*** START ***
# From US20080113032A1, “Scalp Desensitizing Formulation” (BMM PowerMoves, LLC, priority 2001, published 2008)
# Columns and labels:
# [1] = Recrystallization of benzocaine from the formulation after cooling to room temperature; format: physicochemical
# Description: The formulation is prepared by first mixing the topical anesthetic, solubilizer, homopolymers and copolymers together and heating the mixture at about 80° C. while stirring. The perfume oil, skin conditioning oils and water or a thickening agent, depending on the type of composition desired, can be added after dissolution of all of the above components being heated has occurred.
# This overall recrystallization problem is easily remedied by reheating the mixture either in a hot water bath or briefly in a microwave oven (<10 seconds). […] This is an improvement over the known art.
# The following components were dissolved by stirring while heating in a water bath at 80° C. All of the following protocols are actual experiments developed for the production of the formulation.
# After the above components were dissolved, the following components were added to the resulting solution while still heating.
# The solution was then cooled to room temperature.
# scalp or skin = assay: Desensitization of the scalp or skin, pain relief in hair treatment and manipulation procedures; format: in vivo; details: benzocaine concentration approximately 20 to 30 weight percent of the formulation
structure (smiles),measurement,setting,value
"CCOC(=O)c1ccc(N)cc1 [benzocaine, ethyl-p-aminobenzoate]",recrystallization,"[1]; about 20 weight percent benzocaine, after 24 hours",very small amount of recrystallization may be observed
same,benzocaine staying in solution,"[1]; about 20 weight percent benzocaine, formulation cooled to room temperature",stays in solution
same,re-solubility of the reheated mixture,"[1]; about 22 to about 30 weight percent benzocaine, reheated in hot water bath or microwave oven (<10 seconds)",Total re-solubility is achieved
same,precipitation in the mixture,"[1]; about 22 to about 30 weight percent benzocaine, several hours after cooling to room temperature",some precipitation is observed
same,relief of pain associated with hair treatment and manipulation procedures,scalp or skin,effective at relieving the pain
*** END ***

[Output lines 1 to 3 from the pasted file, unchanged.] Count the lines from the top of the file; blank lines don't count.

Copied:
# From US20080113032A1, “Scalp Desensitizing Formulation” (BMM PowerMoves, LLC, priority 2001, published 2008)
# Columns and labels:
# [1] = Recrystallization of benzocaine from the formulation after cooling to room temperature; format: physicochemical